When Your Life Reminds You of Job’s


Proba asks Augustine, “If the Lord’s Prayer contains everything we need to know about prayer, why did Paul struggle with finding “words to pray properly?” (cf. In the same way, the Spirit helps us in our weakness. We do not know what we ought to pray for, but the Spirit himself intercedes for us through wordless groans.(cf. Romans 8)).

St. Augustine’s advice to Proba offers us a guide to prayer when the proverbial “roof caves in”.

“when we are suffering afflictions that might be doing us either good or harm, we do not know how to pray as we ought. But because they are hard to endure and painful, because they are contrary to our nature (which is weak) we, like all mankind, pray to have our afflictions taken from us. At least, though, we owe this much respect to the Lord our God, that if he does not take our afflictions away we should not consider ourselves ignored and neglected, but should hope to gain some greater good through the patient acceptance of suffering. For my power is at its best in weakness.

Scripture says this so that we should not be proud of ourselves if our prayer is heard, when we ask for something it would be better for us not to get; and so that we should not become utterly dejected if we are not given what we ask for, despairing of God’s mercy towards us: it might be that what we have been asking for could have brought us some still greater affliction, or it could have brought us the kind of good fortune that brings corruption and ruin. In such cases, it is clear that we cannot know how to pray as we ought.

Hence if anything happens contrary to our prayer, we ought to bear the disappointment patiently, give thanks to God, and be sure that it was better for God’s will to be done than our own.”

Pope John 2, in the apostolic letter on suffering,  Salvifici Doloris  connects suffering with our redemption.  He writes;  “One can say that with the Passion of Christ all human suffering has found itself in a new situation. And it is as though Job has foreseen this when he said: “I know that my Redeemer lives …”, and as though he had directed towards it his own suffering, which without the Redemption could not have revealed to him the fullness of its meaning.”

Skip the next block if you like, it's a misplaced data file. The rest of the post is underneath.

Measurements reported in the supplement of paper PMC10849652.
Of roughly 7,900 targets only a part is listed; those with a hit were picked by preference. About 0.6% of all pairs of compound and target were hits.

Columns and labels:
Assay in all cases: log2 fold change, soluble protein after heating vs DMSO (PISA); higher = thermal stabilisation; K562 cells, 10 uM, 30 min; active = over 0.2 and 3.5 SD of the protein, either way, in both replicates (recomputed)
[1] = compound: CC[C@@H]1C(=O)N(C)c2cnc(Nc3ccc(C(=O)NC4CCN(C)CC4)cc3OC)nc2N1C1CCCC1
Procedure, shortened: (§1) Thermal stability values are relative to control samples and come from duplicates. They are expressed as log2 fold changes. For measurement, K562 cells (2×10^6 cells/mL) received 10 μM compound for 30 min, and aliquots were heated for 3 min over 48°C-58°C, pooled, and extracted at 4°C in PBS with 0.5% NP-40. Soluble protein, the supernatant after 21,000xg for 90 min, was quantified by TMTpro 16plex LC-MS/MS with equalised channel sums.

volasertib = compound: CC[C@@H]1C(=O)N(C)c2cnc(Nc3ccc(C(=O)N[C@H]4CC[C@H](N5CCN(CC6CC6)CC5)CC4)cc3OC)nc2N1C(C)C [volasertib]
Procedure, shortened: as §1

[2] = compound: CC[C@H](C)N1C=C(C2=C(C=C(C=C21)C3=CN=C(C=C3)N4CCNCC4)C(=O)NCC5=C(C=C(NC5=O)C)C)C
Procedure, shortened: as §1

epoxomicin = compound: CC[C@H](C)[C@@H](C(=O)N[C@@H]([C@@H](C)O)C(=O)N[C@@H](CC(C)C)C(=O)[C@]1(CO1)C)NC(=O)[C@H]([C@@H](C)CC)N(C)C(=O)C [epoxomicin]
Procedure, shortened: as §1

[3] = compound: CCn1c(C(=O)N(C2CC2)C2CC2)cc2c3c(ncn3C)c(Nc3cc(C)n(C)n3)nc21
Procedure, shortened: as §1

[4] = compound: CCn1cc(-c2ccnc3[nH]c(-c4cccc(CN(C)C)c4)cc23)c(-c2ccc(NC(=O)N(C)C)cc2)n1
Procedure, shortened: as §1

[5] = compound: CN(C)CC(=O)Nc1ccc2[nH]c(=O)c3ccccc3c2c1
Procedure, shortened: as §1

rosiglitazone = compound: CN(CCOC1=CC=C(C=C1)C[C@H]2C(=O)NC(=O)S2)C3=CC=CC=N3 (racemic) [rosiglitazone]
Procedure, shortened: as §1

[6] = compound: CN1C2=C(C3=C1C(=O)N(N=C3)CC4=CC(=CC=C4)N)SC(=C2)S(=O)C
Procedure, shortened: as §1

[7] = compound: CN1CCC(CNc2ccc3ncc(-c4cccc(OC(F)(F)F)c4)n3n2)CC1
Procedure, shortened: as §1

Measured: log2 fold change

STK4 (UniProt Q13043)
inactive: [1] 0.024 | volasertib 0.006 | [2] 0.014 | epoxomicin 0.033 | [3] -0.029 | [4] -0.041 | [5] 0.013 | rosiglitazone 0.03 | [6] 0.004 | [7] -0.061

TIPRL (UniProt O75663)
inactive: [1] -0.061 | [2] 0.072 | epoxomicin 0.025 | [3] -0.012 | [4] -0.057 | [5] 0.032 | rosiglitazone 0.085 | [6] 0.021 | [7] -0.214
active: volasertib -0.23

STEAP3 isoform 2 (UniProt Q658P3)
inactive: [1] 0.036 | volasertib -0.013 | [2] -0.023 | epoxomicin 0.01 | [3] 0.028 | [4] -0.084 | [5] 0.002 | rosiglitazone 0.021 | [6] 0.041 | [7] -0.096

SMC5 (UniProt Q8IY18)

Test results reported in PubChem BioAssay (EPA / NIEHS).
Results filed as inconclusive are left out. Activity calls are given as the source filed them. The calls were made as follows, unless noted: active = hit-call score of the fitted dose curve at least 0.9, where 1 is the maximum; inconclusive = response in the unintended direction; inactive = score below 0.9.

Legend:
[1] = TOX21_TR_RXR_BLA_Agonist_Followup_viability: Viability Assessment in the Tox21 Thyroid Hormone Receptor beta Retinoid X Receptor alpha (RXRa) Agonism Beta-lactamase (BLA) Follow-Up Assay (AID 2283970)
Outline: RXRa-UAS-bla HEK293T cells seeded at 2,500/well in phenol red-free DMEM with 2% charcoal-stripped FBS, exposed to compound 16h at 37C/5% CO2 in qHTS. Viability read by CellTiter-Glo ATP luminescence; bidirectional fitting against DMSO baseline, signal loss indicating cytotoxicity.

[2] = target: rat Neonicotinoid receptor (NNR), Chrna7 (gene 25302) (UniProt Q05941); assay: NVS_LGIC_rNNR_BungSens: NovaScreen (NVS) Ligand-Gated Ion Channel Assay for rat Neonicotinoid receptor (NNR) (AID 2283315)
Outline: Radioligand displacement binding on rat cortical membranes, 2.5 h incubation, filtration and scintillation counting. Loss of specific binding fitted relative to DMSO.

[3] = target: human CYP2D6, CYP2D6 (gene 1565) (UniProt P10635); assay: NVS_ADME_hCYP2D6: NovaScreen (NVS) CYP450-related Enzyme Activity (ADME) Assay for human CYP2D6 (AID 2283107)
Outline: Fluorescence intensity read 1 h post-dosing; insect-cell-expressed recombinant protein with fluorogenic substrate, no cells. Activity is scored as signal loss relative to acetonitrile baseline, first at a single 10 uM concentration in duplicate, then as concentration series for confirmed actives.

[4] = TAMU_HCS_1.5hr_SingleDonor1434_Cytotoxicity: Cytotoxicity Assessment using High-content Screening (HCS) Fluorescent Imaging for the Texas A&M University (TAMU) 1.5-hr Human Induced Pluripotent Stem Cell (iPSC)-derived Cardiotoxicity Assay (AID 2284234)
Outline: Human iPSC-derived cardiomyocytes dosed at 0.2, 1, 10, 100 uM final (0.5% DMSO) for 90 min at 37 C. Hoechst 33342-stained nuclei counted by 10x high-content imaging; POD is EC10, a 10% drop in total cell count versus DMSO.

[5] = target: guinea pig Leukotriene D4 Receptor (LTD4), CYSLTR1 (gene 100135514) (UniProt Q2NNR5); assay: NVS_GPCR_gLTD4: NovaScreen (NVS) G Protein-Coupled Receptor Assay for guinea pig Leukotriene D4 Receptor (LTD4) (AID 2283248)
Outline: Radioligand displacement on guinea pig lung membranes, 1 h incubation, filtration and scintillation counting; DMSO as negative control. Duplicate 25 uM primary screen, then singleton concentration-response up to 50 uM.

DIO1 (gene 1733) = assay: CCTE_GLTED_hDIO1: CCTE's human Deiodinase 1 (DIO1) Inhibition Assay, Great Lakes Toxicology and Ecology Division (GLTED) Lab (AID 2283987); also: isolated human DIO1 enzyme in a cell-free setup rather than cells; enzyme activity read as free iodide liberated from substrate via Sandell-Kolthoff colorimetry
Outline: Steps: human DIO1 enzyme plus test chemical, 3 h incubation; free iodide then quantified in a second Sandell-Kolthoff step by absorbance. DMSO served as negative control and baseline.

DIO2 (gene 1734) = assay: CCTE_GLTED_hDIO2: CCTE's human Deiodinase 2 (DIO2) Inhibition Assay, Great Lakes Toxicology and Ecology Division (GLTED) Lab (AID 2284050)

The book of Job contains 37 chapters of “unanswered” prayer. 

In a brief moment of lucidity, Job cries out, “I know my Redeemer lives.”  God connects more of the missing dots of unanswered prayer in Job 38-40 but its not until our Redeemer cries out, “Father, if it is possible, take this let this cup pass from me; nevertheless, not as I will, but as you will” we understand the importance of Job.

The apostle Paul asks us to follow Christ’s example by “to present your bodies as a living sacrifice, holy and acceptable to God, which is your spiritual worship.”  Like Jesus in the Garden, we offer up our bodies for martyrdom.


Paul states prophetically,   “I have been crucified with Christ, it is no longer I who live, but Christ who lives in me: and the life I now live in the flesh I live by faith in the Son of God, who loved me and gave himself for me.”   Paul writing in a prison cell envisioned “crucifixion” as an answer to prayer.

Pope John Paul 2 writes:  “The Cross of Christ throws salvific light, in a most penetrating way, on man’s life and in particular on his suffering. For through faith the Cross reaches man together with the Resurrection: the mystery of the Passion is contained in the Paschal Mystery. The witnesses of Christ’s Passion are at the same time witnesses of his Resurrection. Paul writes: “That I may know him (Christ) and the power of his Resurrection, and may share his sufferings, becoming like him in his death, that if possible I may attain the resurrection from the dead”(64). Truly, the Apostle first experienced the “power of the Resurrection” of Christ, on the road to Damascus, and only later, in this paschal light, reached that ” sharing in his sufferings” of which he speaks, for example, in the Letter to the Galatians. The path of Paul is clearly paschal: sharing in the Cross of Christ comes about through the experience of the Risen One, therefore through a special sharing in the Resurrection. Thus, even in the Apostle’s expressions on the subject of suffering there so often appears the motif of glory, which finds its beginning in Christ’s Cross.”

Whether we have “answered” or “unanswered” prayer, its only meaning is in the cross, resurrection and future glory of the king.dom

Author: Karen Epp

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